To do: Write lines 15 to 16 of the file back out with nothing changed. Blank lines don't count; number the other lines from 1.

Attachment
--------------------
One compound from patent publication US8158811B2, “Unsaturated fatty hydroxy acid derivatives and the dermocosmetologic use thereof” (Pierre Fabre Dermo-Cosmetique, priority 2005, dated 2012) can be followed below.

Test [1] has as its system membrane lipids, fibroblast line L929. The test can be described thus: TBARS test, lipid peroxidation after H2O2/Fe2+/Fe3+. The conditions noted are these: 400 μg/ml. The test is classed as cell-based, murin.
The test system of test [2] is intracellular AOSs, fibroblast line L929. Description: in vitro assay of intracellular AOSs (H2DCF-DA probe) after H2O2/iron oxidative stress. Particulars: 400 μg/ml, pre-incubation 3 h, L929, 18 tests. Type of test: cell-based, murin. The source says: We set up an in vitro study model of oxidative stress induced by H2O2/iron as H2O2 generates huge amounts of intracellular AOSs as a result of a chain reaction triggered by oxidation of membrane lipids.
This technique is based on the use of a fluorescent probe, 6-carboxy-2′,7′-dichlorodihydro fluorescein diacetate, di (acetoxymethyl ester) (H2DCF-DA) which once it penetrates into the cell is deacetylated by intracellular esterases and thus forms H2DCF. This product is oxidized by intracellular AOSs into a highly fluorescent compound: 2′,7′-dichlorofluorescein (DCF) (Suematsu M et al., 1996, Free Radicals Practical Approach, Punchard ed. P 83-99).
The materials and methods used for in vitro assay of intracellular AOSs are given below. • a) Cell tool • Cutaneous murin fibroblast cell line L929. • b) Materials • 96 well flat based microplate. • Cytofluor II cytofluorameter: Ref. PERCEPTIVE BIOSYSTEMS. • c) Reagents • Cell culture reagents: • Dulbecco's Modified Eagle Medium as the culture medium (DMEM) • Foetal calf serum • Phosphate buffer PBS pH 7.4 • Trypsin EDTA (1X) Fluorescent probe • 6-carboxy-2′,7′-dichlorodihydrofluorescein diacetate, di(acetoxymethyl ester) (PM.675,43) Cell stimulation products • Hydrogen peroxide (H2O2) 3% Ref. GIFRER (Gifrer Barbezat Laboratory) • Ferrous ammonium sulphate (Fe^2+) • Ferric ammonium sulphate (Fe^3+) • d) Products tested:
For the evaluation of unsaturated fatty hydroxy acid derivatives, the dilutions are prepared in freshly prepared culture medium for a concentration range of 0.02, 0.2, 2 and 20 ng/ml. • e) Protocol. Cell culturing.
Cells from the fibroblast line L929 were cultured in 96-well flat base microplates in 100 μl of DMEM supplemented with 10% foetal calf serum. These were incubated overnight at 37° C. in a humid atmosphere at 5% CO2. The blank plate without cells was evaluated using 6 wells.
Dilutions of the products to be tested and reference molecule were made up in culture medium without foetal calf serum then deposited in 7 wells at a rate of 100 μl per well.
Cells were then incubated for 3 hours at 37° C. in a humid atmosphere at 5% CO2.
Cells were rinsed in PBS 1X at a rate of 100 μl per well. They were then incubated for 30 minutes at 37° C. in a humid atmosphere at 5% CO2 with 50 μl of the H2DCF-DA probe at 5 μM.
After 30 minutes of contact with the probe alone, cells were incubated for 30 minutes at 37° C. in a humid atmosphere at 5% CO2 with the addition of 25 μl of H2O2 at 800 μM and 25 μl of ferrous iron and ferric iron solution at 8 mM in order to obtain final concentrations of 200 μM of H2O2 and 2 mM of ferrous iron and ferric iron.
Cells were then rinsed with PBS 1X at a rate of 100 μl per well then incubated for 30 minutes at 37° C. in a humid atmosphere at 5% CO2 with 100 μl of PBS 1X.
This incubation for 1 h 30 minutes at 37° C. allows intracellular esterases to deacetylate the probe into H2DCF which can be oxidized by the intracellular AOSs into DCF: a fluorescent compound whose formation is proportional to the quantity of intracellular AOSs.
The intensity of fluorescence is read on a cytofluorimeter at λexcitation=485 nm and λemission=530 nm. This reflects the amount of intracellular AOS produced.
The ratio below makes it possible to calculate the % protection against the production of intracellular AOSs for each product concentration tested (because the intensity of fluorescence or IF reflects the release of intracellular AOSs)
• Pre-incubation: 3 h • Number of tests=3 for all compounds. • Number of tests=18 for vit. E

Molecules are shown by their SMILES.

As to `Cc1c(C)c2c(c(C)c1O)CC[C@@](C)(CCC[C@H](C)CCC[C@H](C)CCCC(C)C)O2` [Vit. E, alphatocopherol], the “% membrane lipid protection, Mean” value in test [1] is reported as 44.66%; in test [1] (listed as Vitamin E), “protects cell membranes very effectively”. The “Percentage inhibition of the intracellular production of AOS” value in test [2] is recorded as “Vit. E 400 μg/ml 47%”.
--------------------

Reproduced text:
The ratio below makes it possible to calculate the % protection against the production of intracellular AOSs for each product concentration tested (because the intensity of fluorescence or IF reflects the release of intracellular AOSs)
• Pre-incubation: 3 h • Number of tests=3 for all compounds. • Number of tests=18 for vit. E